Top speeds of up to 85m/s could be measured for sho-boxes, which is approx. 300 km/h. For bullet-bombs, the measured values were significantly higher at approx. 123 m/s, i.e. approx. 440 km/h.

Recoil and impact energy

For products that emit special effects, there is also a resulting recoil. This recoil can represent a major source of danger in certain cases, for example when burning down on boats, on poor ground or with defective launchers.

It was also crucial to determine the impact energy at head height. I.e. when a person bends over the product. The results of the individual products partly exceeded all expectations.

For comparison: If you hit the pressure cell with a mallet weighing 1 kg by hand with maximum force, this generates an impact energy of approx. 500 kg. Values (in this case pressure on the ground) of up to 6300 kg could be measured with firecrackers.

Additional information:

YouTube Channel
Austrian Pyrotechnics Law 2010 (national law)


VdS Expert Conferences in Livestream

“Digital is better” was already sung by the band Tocotronic. Well, that’s not always true, but for conferences in the middle of a pandemic, there’s a lot to it. Many participants, but also speakers, are not allowed or do not want to travel at the moment. In addition, there is uncertainty as to whether, when and how the government will tighten restrictions. For this reason, we have been offering almost all VdS-Expert Conferences as live streams for several months now.
For the expert conferences in December, which under normal circumstances are part of the VdS-FireSafety Cologne, we went one step further: They were held exclusively online, as the travel situation was extremely uncertain. The exception was the two-day advanced training seminar for fire prevention and protection officers, which could be booked as both a face-to-face and an online event.


Almost 1000 participants at the seven conferences! Of these, only 45 attended in person.

The feedback from our online participants is consistently positive. This is not least due to the above-average technical and organisational effort we put into the Training Centre: Whenever possible, all speakers and moderators are on site at the Training Centre in order to be able to present a uniform lecture format with the best technical possibilities. The speakers give their presentations standing in front of real cameras, and only a few of them are connected to a laptop. The interaction between moderator, speaker and participants takes place via the carefully supervised chat. This creates a real exchange online, and the participants confirm time and again that the conference atmosphere really comes across.



Today’s fire statistics are problematic and we all know it!

When fires statistics are available they can give us general trends and indications, however the direct comparison between counties is yet not possible. This is mostly due to different terminologies, undefined data, mixed fields (structure fires, vehicle fires, wildfires etc.), lack of common methodologies, non-existent uncertainties, etc.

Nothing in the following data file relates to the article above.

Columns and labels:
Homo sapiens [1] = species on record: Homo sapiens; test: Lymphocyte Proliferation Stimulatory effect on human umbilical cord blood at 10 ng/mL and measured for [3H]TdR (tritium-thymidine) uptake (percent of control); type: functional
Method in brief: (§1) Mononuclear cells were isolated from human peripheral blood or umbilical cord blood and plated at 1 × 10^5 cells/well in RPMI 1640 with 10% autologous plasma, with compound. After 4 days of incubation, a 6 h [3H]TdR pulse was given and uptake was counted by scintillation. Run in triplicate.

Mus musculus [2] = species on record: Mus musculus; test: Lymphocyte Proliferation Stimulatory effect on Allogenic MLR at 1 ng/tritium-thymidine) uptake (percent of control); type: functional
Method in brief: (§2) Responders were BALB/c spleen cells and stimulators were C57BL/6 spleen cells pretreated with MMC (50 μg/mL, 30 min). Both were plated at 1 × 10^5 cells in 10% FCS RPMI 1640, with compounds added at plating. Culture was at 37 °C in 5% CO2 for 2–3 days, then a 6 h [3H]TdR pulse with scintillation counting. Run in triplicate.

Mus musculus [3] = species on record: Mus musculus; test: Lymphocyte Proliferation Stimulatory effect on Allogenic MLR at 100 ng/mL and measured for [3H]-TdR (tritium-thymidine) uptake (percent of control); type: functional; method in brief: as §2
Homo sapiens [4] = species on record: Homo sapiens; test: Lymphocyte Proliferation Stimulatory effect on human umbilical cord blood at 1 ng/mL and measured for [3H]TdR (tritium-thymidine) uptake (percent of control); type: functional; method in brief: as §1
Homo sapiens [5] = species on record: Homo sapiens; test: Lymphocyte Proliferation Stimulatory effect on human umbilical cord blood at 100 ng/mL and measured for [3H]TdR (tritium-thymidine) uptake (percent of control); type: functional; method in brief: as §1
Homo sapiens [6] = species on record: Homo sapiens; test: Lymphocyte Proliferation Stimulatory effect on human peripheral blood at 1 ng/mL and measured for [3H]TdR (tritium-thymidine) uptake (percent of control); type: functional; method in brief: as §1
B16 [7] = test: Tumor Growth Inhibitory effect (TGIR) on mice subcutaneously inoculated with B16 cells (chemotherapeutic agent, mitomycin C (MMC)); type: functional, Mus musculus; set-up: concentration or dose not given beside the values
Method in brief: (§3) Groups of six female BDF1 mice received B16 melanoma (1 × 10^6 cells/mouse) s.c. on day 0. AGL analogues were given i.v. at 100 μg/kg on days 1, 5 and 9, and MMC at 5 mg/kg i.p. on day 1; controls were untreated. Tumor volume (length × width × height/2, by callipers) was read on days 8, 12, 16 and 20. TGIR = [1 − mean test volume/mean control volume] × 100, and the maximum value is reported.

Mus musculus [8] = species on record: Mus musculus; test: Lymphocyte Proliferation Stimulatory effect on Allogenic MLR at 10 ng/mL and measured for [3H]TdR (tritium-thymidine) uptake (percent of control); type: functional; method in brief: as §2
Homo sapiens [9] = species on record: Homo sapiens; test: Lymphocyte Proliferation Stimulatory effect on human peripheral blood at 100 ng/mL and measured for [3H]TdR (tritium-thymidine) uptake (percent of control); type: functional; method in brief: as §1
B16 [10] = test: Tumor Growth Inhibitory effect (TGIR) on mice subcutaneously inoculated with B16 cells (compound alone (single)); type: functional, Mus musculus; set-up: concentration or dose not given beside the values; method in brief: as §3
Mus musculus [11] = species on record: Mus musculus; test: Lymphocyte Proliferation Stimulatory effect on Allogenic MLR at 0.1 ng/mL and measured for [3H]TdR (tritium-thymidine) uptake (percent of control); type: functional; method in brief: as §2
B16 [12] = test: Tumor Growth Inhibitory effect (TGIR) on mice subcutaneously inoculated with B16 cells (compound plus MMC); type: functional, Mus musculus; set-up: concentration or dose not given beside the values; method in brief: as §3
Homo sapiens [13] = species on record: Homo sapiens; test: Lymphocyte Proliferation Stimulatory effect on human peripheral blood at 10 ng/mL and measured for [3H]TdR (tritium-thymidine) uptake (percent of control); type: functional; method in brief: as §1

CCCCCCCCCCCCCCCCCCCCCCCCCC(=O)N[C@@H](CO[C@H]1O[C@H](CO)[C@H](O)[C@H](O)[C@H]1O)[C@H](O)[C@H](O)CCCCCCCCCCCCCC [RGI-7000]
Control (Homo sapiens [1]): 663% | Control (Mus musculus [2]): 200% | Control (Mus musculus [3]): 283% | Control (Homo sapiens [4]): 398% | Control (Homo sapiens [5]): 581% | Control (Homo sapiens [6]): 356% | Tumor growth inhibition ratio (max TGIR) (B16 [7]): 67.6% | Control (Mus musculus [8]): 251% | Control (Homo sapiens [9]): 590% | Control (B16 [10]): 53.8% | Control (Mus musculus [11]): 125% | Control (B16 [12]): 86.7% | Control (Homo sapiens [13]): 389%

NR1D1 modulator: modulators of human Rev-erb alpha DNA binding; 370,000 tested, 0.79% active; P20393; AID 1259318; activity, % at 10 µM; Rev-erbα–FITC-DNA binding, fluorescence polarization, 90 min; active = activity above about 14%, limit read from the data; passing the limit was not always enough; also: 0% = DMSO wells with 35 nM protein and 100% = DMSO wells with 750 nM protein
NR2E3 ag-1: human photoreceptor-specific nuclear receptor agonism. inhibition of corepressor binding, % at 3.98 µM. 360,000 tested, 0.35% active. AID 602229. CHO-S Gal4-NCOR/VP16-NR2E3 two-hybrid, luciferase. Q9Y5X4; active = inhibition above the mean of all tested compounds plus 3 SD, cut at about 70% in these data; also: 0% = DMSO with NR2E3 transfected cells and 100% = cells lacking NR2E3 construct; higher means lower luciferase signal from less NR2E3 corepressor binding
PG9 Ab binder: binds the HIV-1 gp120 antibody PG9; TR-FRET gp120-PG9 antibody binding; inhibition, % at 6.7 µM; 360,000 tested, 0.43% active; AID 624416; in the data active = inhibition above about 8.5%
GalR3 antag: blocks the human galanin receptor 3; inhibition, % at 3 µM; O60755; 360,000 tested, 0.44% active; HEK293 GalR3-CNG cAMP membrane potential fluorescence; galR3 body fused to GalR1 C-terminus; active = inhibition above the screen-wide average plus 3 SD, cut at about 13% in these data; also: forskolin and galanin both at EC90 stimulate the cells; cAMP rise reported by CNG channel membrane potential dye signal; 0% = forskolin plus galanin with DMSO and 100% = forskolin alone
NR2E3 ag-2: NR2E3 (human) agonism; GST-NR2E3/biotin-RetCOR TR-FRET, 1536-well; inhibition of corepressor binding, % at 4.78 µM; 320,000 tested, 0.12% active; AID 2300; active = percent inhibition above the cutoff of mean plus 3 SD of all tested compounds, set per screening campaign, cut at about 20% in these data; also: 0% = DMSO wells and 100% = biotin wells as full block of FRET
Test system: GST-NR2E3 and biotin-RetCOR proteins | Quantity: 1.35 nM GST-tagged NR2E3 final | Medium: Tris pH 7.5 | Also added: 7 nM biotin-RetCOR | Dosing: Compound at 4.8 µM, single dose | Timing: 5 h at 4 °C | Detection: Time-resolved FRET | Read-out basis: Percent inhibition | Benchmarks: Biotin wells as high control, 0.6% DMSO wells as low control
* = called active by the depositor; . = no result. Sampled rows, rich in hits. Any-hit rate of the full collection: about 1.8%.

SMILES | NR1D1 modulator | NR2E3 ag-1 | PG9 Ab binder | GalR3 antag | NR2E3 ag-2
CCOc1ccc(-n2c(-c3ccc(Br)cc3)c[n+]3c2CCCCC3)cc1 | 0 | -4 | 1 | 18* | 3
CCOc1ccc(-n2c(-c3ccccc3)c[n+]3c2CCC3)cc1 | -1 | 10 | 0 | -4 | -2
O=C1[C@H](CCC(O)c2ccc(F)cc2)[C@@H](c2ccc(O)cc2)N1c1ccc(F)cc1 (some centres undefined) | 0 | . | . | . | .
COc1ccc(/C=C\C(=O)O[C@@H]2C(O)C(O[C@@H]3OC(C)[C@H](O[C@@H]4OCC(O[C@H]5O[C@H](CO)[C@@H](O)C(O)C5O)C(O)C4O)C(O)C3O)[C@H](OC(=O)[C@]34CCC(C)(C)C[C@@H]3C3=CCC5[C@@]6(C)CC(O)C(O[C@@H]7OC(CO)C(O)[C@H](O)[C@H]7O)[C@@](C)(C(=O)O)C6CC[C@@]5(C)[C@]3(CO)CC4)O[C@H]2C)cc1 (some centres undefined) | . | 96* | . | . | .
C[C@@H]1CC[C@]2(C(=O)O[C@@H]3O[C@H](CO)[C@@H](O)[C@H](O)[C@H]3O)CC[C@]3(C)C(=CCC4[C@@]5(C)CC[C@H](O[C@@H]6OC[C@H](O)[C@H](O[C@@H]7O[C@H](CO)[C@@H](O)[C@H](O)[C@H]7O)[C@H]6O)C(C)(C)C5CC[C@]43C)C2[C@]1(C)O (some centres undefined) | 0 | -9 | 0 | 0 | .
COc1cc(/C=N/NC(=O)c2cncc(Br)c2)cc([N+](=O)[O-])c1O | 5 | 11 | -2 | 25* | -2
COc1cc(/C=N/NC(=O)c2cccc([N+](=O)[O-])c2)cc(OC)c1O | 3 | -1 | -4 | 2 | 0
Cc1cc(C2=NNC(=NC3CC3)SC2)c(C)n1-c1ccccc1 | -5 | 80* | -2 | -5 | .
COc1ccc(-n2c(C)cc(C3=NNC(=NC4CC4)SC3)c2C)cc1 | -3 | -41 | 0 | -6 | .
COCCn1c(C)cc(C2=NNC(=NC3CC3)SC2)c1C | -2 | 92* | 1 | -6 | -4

For example, Canada counts a fire fatality as a result of injuries leading to death within one year and one day after the fire incident. While, the UK and the USA, do not fix any time limit for recording a fire death. In other countries, “death within 48 hours after fire” is regarded as a fire death. Then there are countries that do not include fire deaths resulting from arson and other countries like in France that only report fire fatalities at the location of the fire – either those discovered by rescuers, or those declared dead after unsuccessful resuscitation attempts, excluding fire fatalities that occurred at the hospital or during transport of casualties to the hospital.

Another example is when comparing France and Italy, we find that for a relatively similar population and fire fatality per 100.000 inh., the number of injuries are completely different, leading to a questionable difference in either definitions or data reported or both.

One would then ask, how can we properly use their outcome for decision making? Well, we can’t…

To provide relevant information regarding the national fire safety situation – at least for number of fires, fire fatalities and fire injuries – fire statistics will have to be internationally improved through common terminology, common methodology, and common training and qualification of the persons reporting data from fire scenes.

This is where our project plays an important role:

EUFireStat is a 17-month project financed by the European Parliament and commissioned by the European Commission’s Directorate General for Internal Market, Industry, Entrepreneurship and SMEs (DG GROW). This project is carried out by a consortium composed of nine international fire safety institutions:

  •  Efectis – Consortium leader in the project
  • Bundesanstalt für Materialforschung und –prüfung (BAM)
  • Centre for Fire Statistics of CTIF (CFS-CTIF)
  • Danish Institute of Fire and Security Technology (DBI)
  • Lund University
  • National Fire Protection Association (NFPA)
  • School of Engineering, The University of Edinburgh
  • The European Fire Safety Alliance (EuroFSA)
  • Vereinigung zur Förderung des Deutschen Brandschutzes (VFDB)

Closing data gaps

The aim of this project is to collect and analyse existing fire data in buildings from the 27 EU countries and some international countries of interest (Australia, Canada, New Zealand, Switzerland, Russia, the USA and The UK) then to propose common definition and methodology to the European Commission.

The project started in August 2020 and since then we have been gathering information from countries of interest and in particular on fields collected, how they are defined and how they are used. We reached out to different stakeholders (authorities, fire services, statistic institutes, insurance, and academics). We also sent out a survey to the authorities on what type of data they believe would be helpful for decision making, for improving regulations and prevention campaigns.

Paving the way for pan-european fire safety efforts